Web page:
Africa, Politics

A brief look: AU breaks own rules as it raises South Sudan’s flag

By Simon Allison 16 August 2011

South Sudan’s flag was raised at the African Union for the first time on Monday. But the new country’s reception at the continental institution raises questions about just how new states can be created in Africa. The answers aren’t comforting. By SIMON ALLISON

South Sudan officially became Africa’s 54th country on Monday as the African Union welcomed the new state at a flag-raising ceremony at AU headquarters in Addis Ababa. Although enjoying the pomp and ceremony of being a proper country, South Sudan’s still got plenty of problems with which to deal starting with its still-undefined borders and ending … well, we can’t see an end to South Sudan’s problems any time soon.

But the entry of the nascent state into the AU’s corridors of power is going to cause a few headaches for the AU too, especially from those African territories and regions which haven’t made the cut as fully-fledged nations yet.

Article Four of the African Union Charter states pretty bluntly that the union shall function in accordance with the principle of “respect of borders existing on achievement of independence”. It was a controversial clause at the time, in effect ratifying colonial-era boundaries, but deemed necessary to protect the integrity of borders and keep countries from fragmenting.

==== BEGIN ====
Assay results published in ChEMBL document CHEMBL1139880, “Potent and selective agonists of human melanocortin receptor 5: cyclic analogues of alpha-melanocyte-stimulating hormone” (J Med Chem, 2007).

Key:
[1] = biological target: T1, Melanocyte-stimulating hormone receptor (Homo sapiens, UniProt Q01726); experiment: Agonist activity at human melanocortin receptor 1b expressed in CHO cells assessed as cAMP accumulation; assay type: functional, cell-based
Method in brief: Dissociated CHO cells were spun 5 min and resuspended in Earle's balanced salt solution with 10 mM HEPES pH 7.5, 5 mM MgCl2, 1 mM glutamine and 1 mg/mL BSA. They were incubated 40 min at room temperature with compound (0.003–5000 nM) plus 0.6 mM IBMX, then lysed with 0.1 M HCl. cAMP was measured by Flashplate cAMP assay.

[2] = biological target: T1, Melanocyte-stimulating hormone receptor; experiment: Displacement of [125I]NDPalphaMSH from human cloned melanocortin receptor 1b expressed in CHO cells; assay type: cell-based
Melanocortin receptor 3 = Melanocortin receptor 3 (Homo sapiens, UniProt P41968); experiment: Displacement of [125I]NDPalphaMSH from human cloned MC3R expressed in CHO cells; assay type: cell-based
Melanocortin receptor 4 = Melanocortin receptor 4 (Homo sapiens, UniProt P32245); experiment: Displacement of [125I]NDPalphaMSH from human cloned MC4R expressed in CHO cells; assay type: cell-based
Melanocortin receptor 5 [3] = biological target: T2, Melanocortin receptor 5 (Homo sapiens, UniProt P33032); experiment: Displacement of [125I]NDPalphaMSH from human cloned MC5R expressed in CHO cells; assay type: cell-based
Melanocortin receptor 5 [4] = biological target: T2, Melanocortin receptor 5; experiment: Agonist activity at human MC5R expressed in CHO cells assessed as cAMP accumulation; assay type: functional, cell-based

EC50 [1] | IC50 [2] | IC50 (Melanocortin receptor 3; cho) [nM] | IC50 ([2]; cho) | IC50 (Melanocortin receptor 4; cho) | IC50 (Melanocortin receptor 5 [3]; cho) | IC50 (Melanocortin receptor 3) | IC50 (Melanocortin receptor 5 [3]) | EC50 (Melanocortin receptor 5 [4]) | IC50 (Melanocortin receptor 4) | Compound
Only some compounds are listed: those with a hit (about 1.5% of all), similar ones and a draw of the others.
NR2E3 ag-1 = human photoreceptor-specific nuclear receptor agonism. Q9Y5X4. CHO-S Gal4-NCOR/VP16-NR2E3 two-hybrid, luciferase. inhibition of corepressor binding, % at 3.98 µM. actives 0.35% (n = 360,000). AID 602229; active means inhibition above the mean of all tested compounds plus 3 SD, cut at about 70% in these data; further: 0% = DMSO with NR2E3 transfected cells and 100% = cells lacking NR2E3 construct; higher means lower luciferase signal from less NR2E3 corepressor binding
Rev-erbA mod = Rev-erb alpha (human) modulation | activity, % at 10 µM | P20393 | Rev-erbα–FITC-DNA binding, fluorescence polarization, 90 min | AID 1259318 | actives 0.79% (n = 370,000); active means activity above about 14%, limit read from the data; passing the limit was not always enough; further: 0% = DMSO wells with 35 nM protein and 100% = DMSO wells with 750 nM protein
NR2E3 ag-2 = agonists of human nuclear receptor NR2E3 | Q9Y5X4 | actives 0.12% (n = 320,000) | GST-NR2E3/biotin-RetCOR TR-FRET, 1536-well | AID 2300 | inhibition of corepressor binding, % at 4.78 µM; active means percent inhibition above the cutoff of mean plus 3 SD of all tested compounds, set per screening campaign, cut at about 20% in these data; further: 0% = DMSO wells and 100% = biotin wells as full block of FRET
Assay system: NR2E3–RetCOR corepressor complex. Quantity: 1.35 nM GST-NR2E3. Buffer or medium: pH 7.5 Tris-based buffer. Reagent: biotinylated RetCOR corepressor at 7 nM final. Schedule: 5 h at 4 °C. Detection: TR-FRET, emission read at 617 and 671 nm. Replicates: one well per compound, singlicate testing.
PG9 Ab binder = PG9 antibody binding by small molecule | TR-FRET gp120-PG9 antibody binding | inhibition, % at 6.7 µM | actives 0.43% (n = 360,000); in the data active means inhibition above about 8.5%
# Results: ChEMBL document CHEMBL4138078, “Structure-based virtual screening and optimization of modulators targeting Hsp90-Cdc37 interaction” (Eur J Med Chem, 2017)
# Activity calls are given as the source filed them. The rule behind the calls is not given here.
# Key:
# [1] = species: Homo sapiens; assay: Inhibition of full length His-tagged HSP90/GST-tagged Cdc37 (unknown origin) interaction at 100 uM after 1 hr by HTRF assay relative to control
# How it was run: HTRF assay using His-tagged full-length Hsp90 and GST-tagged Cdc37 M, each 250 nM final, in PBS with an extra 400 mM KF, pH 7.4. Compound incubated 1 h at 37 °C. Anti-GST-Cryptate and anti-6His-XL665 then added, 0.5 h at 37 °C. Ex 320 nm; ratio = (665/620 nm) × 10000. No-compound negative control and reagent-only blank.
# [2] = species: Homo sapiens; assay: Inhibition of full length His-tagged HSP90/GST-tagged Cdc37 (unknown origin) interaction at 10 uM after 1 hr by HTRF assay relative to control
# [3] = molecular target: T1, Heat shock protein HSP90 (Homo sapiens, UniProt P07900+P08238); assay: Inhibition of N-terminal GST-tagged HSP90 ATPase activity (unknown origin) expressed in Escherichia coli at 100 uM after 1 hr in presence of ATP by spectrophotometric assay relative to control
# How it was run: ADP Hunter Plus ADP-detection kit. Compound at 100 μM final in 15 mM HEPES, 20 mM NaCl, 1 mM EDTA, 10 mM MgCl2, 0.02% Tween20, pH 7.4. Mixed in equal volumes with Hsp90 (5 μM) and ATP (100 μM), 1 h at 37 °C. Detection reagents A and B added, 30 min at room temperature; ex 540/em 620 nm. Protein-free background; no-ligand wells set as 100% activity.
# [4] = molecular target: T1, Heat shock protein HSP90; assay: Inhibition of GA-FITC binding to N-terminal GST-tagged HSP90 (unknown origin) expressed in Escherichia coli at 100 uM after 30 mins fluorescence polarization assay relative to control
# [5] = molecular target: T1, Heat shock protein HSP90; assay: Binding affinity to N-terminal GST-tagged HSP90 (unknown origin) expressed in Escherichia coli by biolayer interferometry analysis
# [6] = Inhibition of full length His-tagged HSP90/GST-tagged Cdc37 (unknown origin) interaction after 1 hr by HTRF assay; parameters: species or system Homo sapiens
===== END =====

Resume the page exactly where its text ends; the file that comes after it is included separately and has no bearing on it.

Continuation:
And now they’ve gone and violated this principle by recognising South Sudan, which was at no stage before or since independence its own entity, having always been a part of the greater Sudan. This has already spurred on the claims of Somaliland, the breakaway region of Somalia which has run itself as a functioning democracy very efficiently for the last 20 years, but can’t understand why no one will give it the recognition it deserves.

Moreover, Somaliland actually was an independent entity at the time of its independence from Britain, choosing to unify with Somalia proper and then choosing to opt-out when it all went wrong.

Somaliland’s achieved its de facto independence through the steady build up of institutions, infrastructure and stability. South Sudan got theirs through civil war. By recognising South Sudan (and Eritrea before that), the AU has implicitly said the path to statehood is through violence – a lesson secessionist movements across the continent will not take long to learn.

Not that you can blame the AU. Both Eritrea and South Sudan deserved recognition after long struggles against oppression. But the institution needs to find a way to reward non-violent, peaceful means of state formation, or its policies will only serve to encourage civil war, something the continent’s had quite enough of already. DM

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Photo: South Sudanese citizens wave their flags as they attend the Independence Day celebrations in the capital Juba, July 9, 2011. Tens of thousands of South Sudanese danced and cheered as their new country formally declared its independence on Saturday, a hard-won separation from the north that also plunged the fractured region into a new period of uncertainty. REUTERS/Thomas Mukoya.


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